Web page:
Anal Hemorrhoid Surgeon

Case Study:

“I was always more of a top, but met someone who requested some role reversal. That first night was intimate and exactly what we had both hoped for. Anal intercourse didn’t hurt that evening and it was the most sensual bottoming experience I had ever had. With that said, my happy ending didn’t last long.  The next morning, I awoke with what I thought was a grape on the rim of my anus. It was quite painful and progressed over the subsequent days. I finally decided it was time to see my primary care physician and was placed on local steroid ointment and Motrin. Along with Epsom salt baths, the immediate hemorrhoid improved; however, over the next couple of months, recurring episodes and flare ups caused me to seek an anal surgeon in New York, who not only specialized in hemorrhoids, but also understood why bottoming caused the hemorrhoid initially and how I could prevent it from happening again.  I felt so at ease with Dr. Goldstein during my consultation. I knew I wouldn’t be judged expressing how the hemorrhoid caused me such grief and I can’t express how glad I was to finally get rid of it. Not to mention, because of Dr. Goldstein’s complete understanding of the male body, the aesthetics are back to being “top” notch, too.”

What is a hemorrhoid?

Hemorrhoids result from increased pressure in the veins of the anus causing them to bulge and expand, leading to significant pain, swelling, and bleeding. The most common cause is constipation and straining during bowel movements, sitting for prolonged periods of time, and/or anal intercourse.  Two different types of hemorrhoids can occur: external or internal.  More than 90% heal without surgery, and you will be given an appropriate bowel regimen and topical creams to provide relief as they heal.  However, hemorrhoids that become chronic may require surgical treatment.

What are the symptoms of hemorrhoids?

While both external and internal hemorrhoids may cause bleeding, localized swelling, and thrombosis, the key difference between the two is that external hemorrhoids generally cause pain while internal do not.  Sometimes external thrombosed hemorrhoids develop skin tags in the region due to the overlying skin being stretched. See skin tag.

How are hemorrhoids diagnosed?

Most external hemorrhoids can be diagnosed via clinical inspection, while internal hemorrhoids are examined by anoscopy.

What is the treatment for hemorrhoids?

Non-Surgical Treatment

The appropriate initial regimen to treat hemorrhoids consists of:

  • Over-the-counter stool softeners, such as Colace, three times daily
  • Over-the-counter fiber supplements, such as Metamucil
  • Sitz baths, utilizing over-the-counter epsom salts
  • Proctozone 2.5% or a similar steroid, a prescription topical anal ointment, should be applied as directed by your physician.
  • Boosting your fiber intake with choices such as grains and whole-grain products, fruits, vegetables, legumes, nuts, and seeds
  • Increasing your overall water intake to 8-12 ten ounce glasses per day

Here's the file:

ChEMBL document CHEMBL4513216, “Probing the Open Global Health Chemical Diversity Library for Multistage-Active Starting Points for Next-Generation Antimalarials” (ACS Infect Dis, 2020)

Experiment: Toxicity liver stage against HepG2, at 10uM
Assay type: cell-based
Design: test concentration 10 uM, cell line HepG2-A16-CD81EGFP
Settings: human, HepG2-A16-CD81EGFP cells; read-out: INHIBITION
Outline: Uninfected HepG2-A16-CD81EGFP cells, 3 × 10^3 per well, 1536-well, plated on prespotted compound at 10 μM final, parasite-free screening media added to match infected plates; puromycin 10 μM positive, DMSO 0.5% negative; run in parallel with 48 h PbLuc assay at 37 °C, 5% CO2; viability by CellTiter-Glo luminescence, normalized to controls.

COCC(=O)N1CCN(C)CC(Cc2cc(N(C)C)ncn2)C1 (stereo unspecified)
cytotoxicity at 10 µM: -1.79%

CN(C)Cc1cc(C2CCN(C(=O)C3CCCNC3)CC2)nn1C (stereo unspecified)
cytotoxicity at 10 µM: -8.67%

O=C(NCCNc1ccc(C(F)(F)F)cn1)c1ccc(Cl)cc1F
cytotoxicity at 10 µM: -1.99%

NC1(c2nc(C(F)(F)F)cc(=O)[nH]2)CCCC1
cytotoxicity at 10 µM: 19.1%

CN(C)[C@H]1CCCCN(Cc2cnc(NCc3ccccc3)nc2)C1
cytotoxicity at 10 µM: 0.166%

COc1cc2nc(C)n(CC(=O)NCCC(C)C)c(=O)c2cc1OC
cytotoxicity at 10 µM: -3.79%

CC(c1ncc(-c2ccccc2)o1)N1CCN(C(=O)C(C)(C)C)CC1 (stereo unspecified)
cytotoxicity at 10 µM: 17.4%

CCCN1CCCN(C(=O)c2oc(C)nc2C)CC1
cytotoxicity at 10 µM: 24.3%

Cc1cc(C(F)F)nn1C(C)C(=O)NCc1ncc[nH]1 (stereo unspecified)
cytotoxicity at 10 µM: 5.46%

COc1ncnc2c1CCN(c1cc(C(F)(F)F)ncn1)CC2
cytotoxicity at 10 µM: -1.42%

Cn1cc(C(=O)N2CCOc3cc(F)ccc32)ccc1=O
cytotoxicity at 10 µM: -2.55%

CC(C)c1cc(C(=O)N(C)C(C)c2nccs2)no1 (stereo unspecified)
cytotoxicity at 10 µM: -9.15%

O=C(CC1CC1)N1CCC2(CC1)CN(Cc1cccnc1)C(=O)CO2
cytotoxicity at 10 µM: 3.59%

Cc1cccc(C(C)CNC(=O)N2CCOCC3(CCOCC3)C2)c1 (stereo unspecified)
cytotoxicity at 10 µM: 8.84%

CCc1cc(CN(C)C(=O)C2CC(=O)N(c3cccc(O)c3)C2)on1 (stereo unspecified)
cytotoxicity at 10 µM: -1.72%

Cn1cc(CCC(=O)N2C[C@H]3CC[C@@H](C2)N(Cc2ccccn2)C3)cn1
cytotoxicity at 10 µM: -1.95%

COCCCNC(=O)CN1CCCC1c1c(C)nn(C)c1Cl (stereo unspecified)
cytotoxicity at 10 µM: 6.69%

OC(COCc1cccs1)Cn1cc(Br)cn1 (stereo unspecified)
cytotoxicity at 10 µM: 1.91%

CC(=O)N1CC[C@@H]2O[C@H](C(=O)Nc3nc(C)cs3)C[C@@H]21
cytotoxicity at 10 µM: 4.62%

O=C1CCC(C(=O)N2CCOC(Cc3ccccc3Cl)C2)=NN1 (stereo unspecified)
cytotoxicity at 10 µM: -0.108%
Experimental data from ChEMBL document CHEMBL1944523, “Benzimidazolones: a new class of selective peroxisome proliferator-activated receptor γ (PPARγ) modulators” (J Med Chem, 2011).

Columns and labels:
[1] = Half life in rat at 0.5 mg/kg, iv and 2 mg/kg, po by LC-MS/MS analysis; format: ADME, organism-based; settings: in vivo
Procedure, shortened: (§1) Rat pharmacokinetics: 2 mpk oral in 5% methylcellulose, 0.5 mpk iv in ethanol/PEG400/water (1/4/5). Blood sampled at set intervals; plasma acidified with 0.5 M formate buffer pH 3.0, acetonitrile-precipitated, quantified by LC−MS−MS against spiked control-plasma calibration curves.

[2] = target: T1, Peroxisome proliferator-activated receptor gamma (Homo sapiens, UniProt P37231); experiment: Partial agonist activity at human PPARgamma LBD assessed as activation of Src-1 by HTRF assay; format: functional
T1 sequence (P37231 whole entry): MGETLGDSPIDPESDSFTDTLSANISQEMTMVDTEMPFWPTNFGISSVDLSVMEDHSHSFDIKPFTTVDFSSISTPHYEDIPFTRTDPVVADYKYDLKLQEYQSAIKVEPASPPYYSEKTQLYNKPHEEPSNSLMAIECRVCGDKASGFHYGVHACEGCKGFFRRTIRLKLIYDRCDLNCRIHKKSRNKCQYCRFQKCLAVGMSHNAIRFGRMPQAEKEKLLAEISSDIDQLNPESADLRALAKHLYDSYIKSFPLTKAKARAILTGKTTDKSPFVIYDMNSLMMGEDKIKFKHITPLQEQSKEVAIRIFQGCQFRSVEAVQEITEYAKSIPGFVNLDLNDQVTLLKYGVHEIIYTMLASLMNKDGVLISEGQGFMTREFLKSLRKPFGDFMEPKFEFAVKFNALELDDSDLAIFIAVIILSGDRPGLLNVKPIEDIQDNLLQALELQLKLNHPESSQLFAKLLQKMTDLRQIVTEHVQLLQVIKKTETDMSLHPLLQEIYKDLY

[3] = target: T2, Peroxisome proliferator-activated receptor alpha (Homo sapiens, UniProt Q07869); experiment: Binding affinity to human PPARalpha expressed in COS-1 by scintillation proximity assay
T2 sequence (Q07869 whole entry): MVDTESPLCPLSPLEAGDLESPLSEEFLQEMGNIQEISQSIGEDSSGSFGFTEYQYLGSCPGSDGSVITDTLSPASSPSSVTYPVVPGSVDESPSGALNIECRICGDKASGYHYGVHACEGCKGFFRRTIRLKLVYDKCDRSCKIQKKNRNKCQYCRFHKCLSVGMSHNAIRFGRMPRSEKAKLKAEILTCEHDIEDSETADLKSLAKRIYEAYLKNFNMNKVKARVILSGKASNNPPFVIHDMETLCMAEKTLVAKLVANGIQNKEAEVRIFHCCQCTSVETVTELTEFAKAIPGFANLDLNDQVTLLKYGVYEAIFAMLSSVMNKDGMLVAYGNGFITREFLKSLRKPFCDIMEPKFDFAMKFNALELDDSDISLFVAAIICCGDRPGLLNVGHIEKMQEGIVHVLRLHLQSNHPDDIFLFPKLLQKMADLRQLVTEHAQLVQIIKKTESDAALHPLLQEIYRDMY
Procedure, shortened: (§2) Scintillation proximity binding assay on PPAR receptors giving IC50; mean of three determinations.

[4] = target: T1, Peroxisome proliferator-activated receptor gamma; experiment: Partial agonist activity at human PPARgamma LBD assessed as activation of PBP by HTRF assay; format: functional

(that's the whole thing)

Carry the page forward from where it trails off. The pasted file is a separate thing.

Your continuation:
• Keeping the anal area clean and dry. Wash gently with warm soapy water, and pat dry.
  • Limiting the use of toilet paper, as wiping causes local inflammation. Please refrain from using baby wipes or medicated pads for prolonged periods, and do not spend more time sitting on the toilet than necessary.

 

Anal pathology takes time to heal. You can imagine that every time it is attempting to improve, another local trauma/bowel movement occurs. Do not try to avoid having bowel movements, and try not to get frustrated as you work on the above regimen. We will see you in 2-3 weeks from initial diagnosis to see what improvement has occurred. Surgery is the last option in our management.

Anal Hemorrhoid Surgical Treatment

Hemorrhoid treatments are very effective, but unless dietary and lifestyle changes are made, they may recur. If symptoms persist or are severe, an anal hemorrhoid surgeon may be required to provide one of the following treatments:

Cauterization. Using either an electric probe, a laser beam, or an infrared light, a burn seals the end of the hemorrhoid, causing it to close off and shrink.

Banding. Prolapsed internal hemorrhoids are often removed using rubber-band ligation in the office. A special instrument secures a tiny rubber band around the hemorrhoid shutting off its blood supply, causing it to fall off within a week. Banding is not an option for large internal hemorrhoids or ones that encroach externally. If placed on ones with that mild muscle or external component, it can be quite uncomfortable and without efficacy.

Anal Hemorrhoid Surgery. For large internal hemorrhoids, uncomfortable external hemorrhoids, mild thrombosed hemorrhoids, or mild hemorrhoids with large remaining skin tags, a hemorrhoidectomy is warranted by an anal hemorrhoid surgeon. Formal hemorrhoidectomy is a wonderful approach in the gay community, since it allows also for removal of tags and restoration of the canal to allow for maximal pleasure, with the aesthetics one desires. Another anal hemorrhoid surgical option is called the procedure for prolapsed hemorrhoids (PPH). This is using a circular device and stapling the hemorrhoidal tissue in a 360 degree manner. It is highly effective, though in the anal intercourse world it is not recommended since the staple line internally will be present; leading to irritation, pain, and an adverse outcome for the giver.

    Physicians

  • Dr. Evan Goldstein, D.O.

    Dr. Evan Goldstein, D.O.

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